It’s typically the first (and sometimes biggest) question prospective homebuyers find themselves asking before they enter the housing market. “How big does my down payment need to be?”
The down payment is a critical component of the homebuying process, as it determines the initial financial commitment and impacts important factors like loan approval and interest rate. While a 20% down payment is often considered the gold standard, there are various myths and misconceptions surrounding down payment amounts.
If you’re in the early stages of buying a home and wondering what your down payment should look like, you may want to start here. In this article, we’ll clear up some common misconceptions about down payments and explore options that may help buyers cover down payment costs or get a mortgage with smaller down payments.
Down Payments: Myth vs. Reality
Myth: You need at least 20% down to buy a home.
Reality: In a 2020 survey by the National Association of REALTORS®, 35% of consumers believed they needed 16% to 20% for a down payment, and 10% believed they needed more than 20%. In truth, the typical down payment for first-time buyers has ranged from just six to seven percent since 2018. In 2021, the average down payment was just 7% for first-time homebuyers and 17% for repeat buyers.
While a 20% down payment has long been considered the benchmark, it is far from the only option available. Numerous mortgage programs allow for smaller down payments, such as FHA loans that require as little as 3.5% down and conventional loans that may go as low as 3%. It’s important to explore the available options and find the best fit for your financial situation.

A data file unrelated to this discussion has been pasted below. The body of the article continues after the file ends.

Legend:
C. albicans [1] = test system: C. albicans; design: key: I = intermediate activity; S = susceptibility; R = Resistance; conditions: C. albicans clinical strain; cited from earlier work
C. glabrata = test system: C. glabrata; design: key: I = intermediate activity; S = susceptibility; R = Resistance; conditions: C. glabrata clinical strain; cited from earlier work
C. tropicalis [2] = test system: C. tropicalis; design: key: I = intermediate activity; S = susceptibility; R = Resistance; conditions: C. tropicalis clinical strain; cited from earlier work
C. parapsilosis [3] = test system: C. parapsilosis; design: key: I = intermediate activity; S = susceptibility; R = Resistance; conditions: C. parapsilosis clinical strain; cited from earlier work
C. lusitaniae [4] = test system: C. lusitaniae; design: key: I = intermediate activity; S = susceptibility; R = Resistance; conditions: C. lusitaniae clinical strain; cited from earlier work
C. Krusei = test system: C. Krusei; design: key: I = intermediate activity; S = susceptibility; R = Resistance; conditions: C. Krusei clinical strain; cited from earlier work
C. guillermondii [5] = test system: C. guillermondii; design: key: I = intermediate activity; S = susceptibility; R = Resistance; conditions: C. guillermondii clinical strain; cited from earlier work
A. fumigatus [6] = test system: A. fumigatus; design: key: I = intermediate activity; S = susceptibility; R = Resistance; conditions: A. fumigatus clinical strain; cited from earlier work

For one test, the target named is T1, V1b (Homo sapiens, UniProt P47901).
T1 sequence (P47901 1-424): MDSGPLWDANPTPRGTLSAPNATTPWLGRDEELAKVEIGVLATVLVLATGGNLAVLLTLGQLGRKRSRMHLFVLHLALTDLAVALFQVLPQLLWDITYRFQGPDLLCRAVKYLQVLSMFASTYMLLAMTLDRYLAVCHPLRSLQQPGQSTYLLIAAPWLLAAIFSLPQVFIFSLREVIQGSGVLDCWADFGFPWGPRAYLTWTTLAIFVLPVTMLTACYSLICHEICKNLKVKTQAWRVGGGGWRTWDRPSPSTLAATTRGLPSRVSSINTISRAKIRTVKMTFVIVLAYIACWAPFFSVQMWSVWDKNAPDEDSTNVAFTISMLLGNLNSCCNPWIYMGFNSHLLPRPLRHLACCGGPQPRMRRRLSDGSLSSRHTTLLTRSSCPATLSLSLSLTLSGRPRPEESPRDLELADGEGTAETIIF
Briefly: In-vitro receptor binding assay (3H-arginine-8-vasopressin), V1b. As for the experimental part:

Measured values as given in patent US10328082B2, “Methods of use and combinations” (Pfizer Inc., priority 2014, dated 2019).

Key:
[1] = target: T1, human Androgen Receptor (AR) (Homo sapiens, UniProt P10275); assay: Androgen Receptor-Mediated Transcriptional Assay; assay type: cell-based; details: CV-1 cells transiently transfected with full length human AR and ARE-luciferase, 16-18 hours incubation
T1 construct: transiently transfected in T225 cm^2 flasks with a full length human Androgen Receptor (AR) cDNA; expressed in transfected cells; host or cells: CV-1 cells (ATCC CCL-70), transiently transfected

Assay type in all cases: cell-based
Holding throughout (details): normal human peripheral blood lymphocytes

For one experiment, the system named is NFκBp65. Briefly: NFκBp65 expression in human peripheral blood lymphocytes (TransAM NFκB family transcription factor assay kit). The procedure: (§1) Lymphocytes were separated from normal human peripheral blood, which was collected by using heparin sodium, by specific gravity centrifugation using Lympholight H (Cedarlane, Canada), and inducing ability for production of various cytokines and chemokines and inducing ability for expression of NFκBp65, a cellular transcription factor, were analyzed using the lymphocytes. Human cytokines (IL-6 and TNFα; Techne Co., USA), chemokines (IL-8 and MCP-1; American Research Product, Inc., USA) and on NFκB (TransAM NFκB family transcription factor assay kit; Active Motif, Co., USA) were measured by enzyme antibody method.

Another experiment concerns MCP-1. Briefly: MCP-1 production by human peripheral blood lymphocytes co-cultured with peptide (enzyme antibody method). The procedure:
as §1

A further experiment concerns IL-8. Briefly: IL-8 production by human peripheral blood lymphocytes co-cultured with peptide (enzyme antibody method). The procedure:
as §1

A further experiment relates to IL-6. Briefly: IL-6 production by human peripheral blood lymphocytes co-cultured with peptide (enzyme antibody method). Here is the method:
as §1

Myth: More is always better.
Reality: While a larger down payment can offer certain advantages, such as potentially securing a lower interest rate or avoiding private mortgage insurance (PMI), it doesn’t automatically guarantee a better mortgage deal. Other factors like credit history, income, and debt-to-income ratio also influence mortgage terms.
Also important to consider is that when buying a home (especially your first home), there are many upfront costs and unexpected expenses that may arise. Putting all your savings into a down payment could leave you in a challenging position in the event of a financial emergency. It’s essential to consider your overall financial profile and consult with a mortgage professional to determine the right down payment amount for you.
Myth: You should wait until you have a big down payment saved up before starting your search for a home.
Reality: Many prospective homebuyers believe that without a substantial down payment, homeownership is out of reach. However, there are several programs and initiatives that can assist buyers with down payment costs or provide benefits to those with smaller down payments. For example, VA loans are available to eligible veterans with no down payment requirement, and USDA loans offer zero-down payment options for buyers in rural areas.
For qualifying homebuyers with low to moderate income, First Home’s Dream Program offers $3,000 in down payment assistance. Other programs, like First Home Heroes, can provide fee credits to eligible buyers that lower closing costs, potentially freeing up funds for a larger down payment or other homebuying expenses.
The size of your down payment should be based on your financial circumstances and available options – and you do have options. While a 20% down payment is often seen as ideal, it is not the only path to homeownership, nor is it as common as many believe. Various mortgage programs and assistance initiatives exist to help buyers with down payment costs or to accommodate smaller down payment amounts. Talk to a qualified loan officer to see which of these opportunities may be right for you.
By dispelling myths and understanding the facts, you can navigate the down payment puzzle and make informed decisions on your journey to becoming a homeowner.